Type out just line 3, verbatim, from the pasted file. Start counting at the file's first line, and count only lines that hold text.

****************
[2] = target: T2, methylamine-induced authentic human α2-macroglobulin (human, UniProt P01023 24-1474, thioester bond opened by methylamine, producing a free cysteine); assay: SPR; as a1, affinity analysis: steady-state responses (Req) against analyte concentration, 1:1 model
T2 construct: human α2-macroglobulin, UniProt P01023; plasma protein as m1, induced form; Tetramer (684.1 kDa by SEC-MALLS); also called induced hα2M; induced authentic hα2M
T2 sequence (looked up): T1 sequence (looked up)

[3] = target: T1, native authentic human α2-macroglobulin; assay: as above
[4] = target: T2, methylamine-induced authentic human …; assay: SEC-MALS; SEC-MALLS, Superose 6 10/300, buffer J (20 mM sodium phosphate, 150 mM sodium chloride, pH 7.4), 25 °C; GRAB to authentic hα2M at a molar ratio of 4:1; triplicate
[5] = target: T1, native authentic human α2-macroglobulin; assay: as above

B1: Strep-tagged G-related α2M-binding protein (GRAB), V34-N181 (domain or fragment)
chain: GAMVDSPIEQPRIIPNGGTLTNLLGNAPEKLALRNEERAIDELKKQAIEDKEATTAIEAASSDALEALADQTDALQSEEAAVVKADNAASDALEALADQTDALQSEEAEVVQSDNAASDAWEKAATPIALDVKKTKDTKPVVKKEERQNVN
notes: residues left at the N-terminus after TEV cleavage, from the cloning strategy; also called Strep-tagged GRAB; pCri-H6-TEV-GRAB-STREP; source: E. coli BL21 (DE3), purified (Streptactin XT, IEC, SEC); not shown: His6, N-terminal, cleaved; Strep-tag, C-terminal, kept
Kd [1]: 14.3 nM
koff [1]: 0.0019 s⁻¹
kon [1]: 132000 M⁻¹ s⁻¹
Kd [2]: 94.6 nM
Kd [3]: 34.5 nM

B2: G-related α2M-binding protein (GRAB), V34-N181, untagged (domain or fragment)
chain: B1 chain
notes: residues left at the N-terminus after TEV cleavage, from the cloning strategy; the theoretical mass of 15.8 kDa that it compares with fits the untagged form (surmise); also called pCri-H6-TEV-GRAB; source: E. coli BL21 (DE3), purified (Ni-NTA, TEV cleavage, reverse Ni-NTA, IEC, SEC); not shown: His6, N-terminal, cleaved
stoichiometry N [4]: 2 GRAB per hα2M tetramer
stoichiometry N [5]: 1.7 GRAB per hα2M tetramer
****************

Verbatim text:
T2 sequence (looked up): T1 sequence (looked up)